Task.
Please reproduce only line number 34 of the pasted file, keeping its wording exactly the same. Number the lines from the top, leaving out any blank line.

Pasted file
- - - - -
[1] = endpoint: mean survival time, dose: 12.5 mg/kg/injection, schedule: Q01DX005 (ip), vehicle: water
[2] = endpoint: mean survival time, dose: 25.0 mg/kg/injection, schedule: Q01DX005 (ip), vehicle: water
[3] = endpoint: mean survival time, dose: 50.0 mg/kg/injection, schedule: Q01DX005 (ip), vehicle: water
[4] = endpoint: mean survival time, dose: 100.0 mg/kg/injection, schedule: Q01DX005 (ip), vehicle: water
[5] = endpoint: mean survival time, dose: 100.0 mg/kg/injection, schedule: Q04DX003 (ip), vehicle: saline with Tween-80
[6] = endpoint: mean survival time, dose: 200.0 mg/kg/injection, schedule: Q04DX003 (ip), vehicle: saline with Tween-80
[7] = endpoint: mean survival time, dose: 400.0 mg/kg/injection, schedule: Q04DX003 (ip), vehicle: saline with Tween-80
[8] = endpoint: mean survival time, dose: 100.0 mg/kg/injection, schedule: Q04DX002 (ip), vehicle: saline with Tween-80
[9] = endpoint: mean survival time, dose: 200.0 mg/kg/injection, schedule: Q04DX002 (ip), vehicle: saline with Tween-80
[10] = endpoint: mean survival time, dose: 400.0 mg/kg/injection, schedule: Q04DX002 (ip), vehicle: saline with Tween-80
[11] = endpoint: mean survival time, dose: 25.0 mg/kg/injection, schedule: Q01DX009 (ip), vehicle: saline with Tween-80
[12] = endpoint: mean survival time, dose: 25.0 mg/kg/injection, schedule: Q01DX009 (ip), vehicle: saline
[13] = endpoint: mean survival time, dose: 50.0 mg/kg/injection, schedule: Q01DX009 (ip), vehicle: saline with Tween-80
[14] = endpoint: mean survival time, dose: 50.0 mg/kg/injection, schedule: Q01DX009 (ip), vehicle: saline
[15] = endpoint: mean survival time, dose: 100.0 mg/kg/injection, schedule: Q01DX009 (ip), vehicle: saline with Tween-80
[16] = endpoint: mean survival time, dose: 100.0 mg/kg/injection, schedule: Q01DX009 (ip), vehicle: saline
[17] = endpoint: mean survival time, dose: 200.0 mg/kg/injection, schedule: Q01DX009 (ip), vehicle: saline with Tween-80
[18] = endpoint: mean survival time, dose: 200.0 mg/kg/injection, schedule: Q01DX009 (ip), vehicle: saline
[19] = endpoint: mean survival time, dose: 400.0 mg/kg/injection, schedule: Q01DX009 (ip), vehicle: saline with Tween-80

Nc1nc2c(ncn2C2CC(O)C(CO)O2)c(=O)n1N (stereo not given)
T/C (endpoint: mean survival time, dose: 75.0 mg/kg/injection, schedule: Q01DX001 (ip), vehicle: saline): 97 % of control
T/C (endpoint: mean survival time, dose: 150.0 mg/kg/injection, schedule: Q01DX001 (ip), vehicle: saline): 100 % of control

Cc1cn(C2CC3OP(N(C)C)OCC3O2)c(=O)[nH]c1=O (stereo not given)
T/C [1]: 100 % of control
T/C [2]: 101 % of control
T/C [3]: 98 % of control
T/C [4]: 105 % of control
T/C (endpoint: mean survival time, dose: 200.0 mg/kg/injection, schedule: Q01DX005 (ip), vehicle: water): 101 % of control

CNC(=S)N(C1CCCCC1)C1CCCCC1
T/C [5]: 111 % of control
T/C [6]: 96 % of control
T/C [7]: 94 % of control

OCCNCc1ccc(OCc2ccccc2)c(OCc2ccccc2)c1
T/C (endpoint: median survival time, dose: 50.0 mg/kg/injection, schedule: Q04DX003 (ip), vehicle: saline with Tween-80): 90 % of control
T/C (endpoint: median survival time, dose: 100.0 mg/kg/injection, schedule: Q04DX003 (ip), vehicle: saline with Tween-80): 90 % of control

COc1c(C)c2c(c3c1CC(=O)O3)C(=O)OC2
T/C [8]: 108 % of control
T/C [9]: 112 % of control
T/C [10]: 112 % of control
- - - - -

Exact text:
T/C (endpoint: median survival time, dose: 50.0 mg/kg/injection, schedule: Q04DX003 (ip), vehicle: saline with Tween-80): 90 % of control